Louis XIV was of an average height, only one meter sixty-two centimeters, then those famous red hills and the wig would add him twenty-six centimeters; but, as we all know, it is not the beard which makes a philosopher. Voltaire wrote that one of the stuttering officers had once noticed that he didn’t tremble as much before the enemy as he did before his king. Saint-Simon told us how intimidating the king could be, to the point that intelligent people would say in his presence all sorts of stupidities.
When Racine had died, it was discovered that the play-write wanted to be buried among the Jansenists, whose religious teaching Louis XIV found heretical. “Ah! Sire,” exclaimed the other flatterer, “he would never do anything like that, had he still been alive.”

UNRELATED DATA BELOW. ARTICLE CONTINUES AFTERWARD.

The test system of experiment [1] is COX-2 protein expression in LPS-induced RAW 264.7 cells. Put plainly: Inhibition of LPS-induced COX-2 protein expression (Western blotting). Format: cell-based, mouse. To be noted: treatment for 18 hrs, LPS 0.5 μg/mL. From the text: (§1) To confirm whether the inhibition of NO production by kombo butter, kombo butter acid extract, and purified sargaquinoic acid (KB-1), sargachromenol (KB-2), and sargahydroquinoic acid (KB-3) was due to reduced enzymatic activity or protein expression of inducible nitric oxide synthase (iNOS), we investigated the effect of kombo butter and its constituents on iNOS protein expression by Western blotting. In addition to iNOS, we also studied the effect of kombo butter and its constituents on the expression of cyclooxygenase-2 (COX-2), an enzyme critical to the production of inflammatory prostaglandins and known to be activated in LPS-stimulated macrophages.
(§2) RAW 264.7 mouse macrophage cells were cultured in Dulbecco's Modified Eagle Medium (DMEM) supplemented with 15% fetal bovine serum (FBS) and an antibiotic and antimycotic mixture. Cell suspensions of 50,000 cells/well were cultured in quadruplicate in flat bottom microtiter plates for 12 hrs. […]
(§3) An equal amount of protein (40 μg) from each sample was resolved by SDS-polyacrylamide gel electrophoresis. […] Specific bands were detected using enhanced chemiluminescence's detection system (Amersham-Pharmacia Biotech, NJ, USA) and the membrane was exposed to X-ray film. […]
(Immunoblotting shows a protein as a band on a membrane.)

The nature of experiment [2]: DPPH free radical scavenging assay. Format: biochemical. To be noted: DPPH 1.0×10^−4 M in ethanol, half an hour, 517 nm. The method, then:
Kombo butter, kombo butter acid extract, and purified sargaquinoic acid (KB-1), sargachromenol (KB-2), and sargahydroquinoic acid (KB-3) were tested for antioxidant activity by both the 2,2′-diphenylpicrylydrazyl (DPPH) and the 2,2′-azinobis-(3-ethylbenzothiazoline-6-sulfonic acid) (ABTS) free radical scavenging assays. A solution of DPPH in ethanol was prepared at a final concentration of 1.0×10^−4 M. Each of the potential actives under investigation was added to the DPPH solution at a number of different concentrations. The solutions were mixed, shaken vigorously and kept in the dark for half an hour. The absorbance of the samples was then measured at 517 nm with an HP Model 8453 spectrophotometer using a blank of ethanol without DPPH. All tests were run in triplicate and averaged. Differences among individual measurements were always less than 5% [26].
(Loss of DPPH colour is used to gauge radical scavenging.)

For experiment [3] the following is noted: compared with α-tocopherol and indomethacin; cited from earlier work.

“You had to be used to the king, to be able talk to him,” explained Saint-Simon. Cardinal d’Estrees could certainly joke around with Louis the Great. By the age of sixty the king had all of his teeth pulled and was eating the types of meals they are serving in convalescent homes. While sucking on a straw, the king was talking to the cardinal about his problem. “Ah, Sire,” responded the ecclesiastic, “teeth! Nobody has any teeth anymore!”